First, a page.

The pace of construction activity continues to quicken at Victoria Harbour as Lend Lease cashes in on the seemingly endless demand for apartments. Their Docklands precinct currently sees seven residential towers at various stages of construction, a far cry from the solitary project on the radar during 2005.
Add a number of ongoing infrastructure and civic projects within the precinct and the level of development activity within the waterside hub is truly impressive.
Leader of the pack is the Bates Smart-designed Concavo residential tower which is rapidly approaching completion, while the dual towers of 888 Collins Street directly opposite Concavo are making swift progress. 888 Collins Street's western tower has topped out while the 40 level eastern tower has nudged past a third the way to its eventual height.
Most impressive is the progress of 839-889 Collins Street which has seen four Koichi Takada-designed towers advance to construction in seemingly no time. Replacing intended commercial buildings along Victoria Harbour's waterfront, promenade works and foundation piling have commenced which will ultimately see an additional 1070 apartments added over the four buildings.
It's not all apartments at Victoria Harbour though with the Community Hub at The Dock set for completion later in the year. The hub will feature a new home for Docklands Yacht Club, the Victorian Dragon Boat Association and the Melbourne Outrigger Canoe club, plus a family services centre encompassing consulting, playground and communal facilities.
The Community Hub joins Library at the Dock which opened during 2014; both projects represent a shift toward providing community-based facilities within Victoria Harbour. In addition, demolition works continue further west along North Wharf Road in preparation for future development stages, effectively stretching construction along a roughly 500 metre front within Victoria Harbour.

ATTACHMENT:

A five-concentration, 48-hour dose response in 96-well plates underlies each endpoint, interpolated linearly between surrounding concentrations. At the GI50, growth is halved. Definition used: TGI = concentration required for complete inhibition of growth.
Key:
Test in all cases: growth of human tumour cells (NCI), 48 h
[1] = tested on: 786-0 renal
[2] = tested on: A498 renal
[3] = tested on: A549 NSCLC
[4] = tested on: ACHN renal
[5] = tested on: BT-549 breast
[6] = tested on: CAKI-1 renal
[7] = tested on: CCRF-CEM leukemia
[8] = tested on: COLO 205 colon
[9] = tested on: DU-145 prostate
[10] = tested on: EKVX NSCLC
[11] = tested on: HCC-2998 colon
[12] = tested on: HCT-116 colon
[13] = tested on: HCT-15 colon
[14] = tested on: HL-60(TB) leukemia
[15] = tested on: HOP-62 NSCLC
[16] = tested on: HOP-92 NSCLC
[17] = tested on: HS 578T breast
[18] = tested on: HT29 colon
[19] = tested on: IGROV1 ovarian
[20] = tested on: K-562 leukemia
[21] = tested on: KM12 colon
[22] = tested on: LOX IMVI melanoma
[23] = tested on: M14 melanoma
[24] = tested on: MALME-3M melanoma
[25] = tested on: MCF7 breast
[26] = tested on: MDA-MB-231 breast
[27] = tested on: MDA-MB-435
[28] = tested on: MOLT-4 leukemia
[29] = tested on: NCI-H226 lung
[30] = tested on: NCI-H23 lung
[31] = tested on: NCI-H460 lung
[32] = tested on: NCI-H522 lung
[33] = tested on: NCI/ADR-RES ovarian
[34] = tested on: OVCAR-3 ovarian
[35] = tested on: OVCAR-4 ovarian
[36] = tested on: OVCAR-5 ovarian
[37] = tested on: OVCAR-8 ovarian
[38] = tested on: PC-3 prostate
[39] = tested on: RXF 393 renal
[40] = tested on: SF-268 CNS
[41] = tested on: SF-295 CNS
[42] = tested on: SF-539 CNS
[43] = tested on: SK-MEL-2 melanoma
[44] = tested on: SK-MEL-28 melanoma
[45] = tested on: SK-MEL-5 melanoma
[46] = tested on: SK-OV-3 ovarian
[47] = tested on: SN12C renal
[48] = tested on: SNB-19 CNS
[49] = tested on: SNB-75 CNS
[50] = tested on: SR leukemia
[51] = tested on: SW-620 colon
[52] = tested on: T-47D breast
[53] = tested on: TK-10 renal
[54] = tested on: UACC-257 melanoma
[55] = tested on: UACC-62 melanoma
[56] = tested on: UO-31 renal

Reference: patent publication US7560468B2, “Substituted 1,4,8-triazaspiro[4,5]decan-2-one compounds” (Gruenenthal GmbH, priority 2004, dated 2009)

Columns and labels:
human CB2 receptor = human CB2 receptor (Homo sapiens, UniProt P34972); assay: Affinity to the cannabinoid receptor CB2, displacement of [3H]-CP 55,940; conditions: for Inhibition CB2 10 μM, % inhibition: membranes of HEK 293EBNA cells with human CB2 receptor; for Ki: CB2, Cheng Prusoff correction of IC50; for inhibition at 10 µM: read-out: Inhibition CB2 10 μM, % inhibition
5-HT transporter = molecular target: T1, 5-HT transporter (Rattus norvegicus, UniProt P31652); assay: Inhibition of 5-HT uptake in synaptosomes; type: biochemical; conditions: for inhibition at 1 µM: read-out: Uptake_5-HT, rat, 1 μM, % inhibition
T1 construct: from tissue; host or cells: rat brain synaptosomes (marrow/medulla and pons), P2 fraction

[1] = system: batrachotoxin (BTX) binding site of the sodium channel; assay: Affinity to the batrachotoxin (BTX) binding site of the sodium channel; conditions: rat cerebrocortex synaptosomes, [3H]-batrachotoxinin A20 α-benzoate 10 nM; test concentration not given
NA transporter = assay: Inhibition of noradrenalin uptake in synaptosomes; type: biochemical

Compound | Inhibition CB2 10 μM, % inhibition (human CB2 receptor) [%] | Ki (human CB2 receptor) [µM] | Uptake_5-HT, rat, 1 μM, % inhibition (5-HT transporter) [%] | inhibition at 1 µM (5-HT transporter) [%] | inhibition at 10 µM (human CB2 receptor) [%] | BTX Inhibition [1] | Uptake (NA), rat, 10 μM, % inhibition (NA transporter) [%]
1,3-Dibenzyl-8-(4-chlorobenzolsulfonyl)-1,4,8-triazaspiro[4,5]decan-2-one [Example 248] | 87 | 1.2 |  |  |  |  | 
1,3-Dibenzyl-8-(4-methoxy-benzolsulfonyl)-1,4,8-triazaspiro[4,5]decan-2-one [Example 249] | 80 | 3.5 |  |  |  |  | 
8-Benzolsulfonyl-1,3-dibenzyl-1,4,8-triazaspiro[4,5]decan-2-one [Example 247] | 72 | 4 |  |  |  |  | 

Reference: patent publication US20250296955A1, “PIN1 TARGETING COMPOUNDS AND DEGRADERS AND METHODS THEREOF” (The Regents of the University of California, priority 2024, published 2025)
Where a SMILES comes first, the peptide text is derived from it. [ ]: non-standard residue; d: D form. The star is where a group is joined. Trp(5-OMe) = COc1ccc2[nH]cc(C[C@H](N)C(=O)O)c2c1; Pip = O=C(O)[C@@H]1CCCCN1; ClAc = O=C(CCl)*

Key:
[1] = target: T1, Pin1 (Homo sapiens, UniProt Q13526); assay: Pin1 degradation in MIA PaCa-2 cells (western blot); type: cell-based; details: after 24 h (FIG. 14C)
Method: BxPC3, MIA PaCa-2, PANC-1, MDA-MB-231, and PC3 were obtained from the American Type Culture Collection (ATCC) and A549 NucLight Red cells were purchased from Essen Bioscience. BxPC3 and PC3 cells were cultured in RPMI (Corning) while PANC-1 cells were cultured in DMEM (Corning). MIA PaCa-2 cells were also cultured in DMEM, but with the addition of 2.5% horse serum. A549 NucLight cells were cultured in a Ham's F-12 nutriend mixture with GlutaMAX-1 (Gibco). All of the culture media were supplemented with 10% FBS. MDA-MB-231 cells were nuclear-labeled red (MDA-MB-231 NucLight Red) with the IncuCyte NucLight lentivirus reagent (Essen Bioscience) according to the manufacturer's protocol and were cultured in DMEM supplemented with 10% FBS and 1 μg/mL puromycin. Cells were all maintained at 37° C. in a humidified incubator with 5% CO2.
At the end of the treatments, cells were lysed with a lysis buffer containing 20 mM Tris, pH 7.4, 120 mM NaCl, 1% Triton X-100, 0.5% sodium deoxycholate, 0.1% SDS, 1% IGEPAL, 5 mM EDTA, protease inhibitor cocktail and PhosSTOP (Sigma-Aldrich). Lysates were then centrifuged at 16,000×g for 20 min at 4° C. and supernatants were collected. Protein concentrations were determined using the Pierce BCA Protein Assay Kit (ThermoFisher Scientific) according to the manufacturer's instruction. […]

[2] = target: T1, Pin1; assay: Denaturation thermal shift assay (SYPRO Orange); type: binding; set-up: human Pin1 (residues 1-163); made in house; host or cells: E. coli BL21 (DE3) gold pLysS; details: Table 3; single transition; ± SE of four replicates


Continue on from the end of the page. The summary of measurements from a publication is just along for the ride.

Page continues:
Perhaps most interesting is the regeneration of Merchant Street. Near completed aspects of the project seek to add greater variety to the streetscape, with an eye toward creating a finer grain pedestrian experience and enticing workers to stay within the area post work hours.
Whether this is a natural progression of Victoria Harbour or an admission that the original builds were lacking where it matters - street level activation and design quality - is another topic altogether. Upon first viewing below the near complete corner of Bourke and Merchant is somewhat bland relative to the render which depicts a greater level of intricacy over the newly projected podium.
So what was the state of Victoria Harbour during 2005? Only John Wardle's impressive Dock 5 residential tower was on the menu, creeping skyward over the course of the year. It's purple facade and overhung metal crown complimented the 148 apartments within the project, giving the precinct a focal point upon its completion.
Dock 5 followed on from both the Ericsson and NAB low-rise commercial buildings representing the initial projects within the expansive Victoria Harbour precinct. Providing exceptional spaces internally, the buildings arguably offered little by way of design nous externally; a failing that could be applied to many builds within Victoria Harbour over the years to come, namely Myer Docklands, Montage, Mosaic and Forte.
If nothing else the seven to one ratio of apartment projects under construction over the decade-long gap serves to exemplify the rate at which apartment living has rocketed throughout Melbourne, particularly since 2000. Looking forward to 2025 and Victoria Harbour will most likely be complete as further projects creep westward toward the Bolte Bridge.
What the fully completed precinct will look like at that point is anyone's guess at this stage.